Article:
Recorded at the beginning of John Coltrane’s five-month tenure with Thelonious Monk, when the two men were still learning each other’s moves, the eight lengthy compositions here (most of which appeared on Monk’s Music
and Thelonious Monk and John Coltrane
, as well as on numerous reissues thereafter), constituted the only documentation of this transformative association for close to half a century. These studio sessions -- a drummerless trio with Monk, Coltrane, and bassist Wilbur Ware; a septet propelled by Art Blakey and pairing Coltrane with Coleman Hawkins, Monk’s early employer and supporter; and three legendary tracks by the first Five Spot quartet, with Shadow Wilson fueling the fire on drums -- were superseded in 2005 with the release of At Carnegie Hall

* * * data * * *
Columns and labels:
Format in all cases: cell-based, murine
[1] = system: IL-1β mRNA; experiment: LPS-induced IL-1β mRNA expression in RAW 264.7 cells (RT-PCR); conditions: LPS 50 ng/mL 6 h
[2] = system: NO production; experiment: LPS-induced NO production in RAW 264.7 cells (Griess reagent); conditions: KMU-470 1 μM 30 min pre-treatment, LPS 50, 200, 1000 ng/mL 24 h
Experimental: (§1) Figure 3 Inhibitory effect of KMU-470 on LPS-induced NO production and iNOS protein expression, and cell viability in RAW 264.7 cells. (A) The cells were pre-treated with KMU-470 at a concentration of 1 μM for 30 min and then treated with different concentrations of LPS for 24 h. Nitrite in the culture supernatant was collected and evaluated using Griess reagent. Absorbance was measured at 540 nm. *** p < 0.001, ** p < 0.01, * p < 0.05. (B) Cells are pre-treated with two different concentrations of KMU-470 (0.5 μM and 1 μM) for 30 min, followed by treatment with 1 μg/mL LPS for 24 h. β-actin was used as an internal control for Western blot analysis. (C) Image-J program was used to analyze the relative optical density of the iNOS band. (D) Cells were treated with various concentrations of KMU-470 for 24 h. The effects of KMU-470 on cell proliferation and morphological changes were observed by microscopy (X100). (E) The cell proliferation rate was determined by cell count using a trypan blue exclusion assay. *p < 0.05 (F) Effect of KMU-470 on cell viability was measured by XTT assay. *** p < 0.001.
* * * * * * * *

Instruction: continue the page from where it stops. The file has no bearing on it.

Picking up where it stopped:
, based on newly discovered, professional-quality tapes of two Monk-Coltrane sets from their fourth month together. This release collates the entire proceedings of the four studio sessions, including five takes of “Crepuscule with Nellie,” among them a breakdown take on which Monk falls asleep at the piano; a false start of “Monk’s Mood”; and an aborted run-through of “Well, You Needn’t.” More essential perhaps is the 24-bit digital remastering and a detailed, first-person account by producer Orrin Keepnews. Hearing Monk and Coltrane coalesce from the rather tentative readings of “Well, You Needn’t” and “Off Minor” to the assured mastery of “Ruby, My Dear,” “Nutty,” and “Trinkle, Tinkle” from the quartet sessions is nothing less than fascinating. Coleman Hawkins’s own reading of "Ruby My Dear" remains, and will forever be, a masterpiece of the canon.